The Bankruptcy Act 1989, the Employment Act 2000, the Segregated Account Companies Act 2000 and the Insurance Act 1978 are other sources of law that have an impact on financial restructurings, reorganizations and insolvencies.

Part XIII of the Act and the Rules are based on the Companies Act 1948 (UK) and the Companies (Liquidation) Rules 1949 (UK).

Part XIII of the Act applies to all local and exempt companies incorporated in Bermuda, as well as non-resident insurance companies and licensing companies (with the exception of the voluntary liquidation provisions of members). Restructuring is governed by Part VII of the Act.

The Bermuda Supreme Court (the Court) is the court of first instance in Bermuda. In 2006, the Court created a Chamber of Commercial Court, whose competence includes the hearing of cases arising from the law, and therefore proceedings relating to restructuring / insolvency.

Her Majesty’s Privy Council remains Bermuda’s highest court of appeal and its decisions are binding on the courts of Bermuda (to the extent that such decisions are not inconsistent with Bermuda’s statutory provisions).

2.2 Types of voluntary and involuntary restructuring, reorganizations, insolvency and receivership

The main types of procedures available in Bermuda are:

  • voluntary liquidation of members;
  • voluntary liquidation of creditors;
  • judicial provisional liquidation;
  • judicial liquidation;
  • arrangement plans; and
  • sequestration.

2.3 Obligation to initiate formal insolvency proceedings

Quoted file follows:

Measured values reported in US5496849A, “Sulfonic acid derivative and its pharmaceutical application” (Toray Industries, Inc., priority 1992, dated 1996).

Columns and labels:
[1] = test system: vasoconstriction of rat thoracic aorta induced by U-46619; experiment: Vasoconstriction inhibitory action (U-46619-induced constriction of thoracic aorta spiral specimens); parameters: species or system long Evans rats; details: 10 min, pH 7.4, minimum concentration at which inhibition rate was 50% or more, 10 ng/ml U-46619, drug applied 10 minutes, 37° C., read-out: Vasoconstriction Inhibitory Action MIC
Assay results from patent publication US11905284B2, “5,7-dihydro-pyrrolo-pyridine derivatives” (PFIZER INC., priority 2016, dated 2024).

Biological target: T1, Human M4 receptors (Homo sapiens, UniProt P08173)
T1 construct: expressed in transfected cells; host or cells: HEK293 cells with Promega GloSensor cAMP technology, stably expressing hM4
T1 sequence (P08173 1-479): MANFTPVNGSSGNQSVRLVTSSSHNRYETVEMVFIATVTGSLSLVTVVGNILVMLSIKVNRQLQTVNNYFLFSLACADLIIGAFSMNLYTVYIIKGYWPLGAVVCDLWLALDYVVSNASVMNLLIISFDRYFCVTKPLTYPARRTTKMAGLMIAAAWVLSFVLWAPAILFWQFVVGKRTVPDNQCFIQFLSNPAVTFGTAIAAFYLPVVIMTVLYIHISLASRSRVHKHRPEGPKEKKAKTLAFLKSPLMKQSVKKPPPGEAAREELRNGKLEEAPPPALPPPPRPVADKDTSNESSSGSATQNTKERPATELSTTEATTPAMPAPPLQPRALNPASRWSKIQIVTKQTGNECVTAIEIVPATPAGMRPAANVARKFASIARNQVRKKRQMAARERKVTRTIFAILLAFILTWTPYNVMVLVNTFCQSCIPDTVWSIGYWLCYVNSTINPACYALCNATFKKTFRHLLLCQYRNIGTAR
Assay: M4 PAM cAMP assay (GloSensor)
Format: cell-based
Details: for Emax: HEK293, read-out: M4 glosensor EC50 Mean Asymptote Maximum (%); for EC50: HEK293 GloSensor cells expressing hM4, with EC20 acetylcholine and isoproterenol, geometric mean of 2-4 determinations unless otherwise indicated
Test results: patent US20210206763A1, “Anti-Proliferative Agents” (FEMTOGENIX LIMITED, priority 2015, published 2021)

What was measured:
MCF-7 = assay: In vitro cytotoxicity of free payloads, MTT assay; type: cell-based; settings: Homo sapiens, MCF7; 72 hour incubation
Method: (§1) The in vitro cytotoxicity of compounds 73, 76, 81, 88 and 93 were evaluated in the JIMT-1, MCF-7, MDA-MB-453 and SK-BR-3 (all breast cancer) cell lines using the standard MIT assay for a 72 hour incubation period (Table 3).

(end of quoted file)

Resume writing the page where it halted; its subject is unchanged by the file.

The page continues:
While there is no strict legal obligation for a company to initiate formal insolvency proceedings when it is insolvent or in the insolvency zone, insolvent transactions that harm the interests of employees, creditors and shareholders will put the directors of the company at risk of defaulting on their fiduciary duties. In fulfilling these obligations, directors must therefore determine whether it is appropriate to initiate formal insolvency or restructuring proceedings.

The exception to this general rule is that if, at any time during a process of voluntary liquidation of the partners, the liquidator is of the opinion that the company will not be able to pay all of its debts in the deadline indicated in the statutory declarations of the directors, he is obliged to convene a meeting of creditors and to file before the meeting a statement of the assets and liabilities of the company, under penalty of being liable to a fine. Usually, the process of voluntary liquidation of members will then turn into a voluntary liquidation of creditors.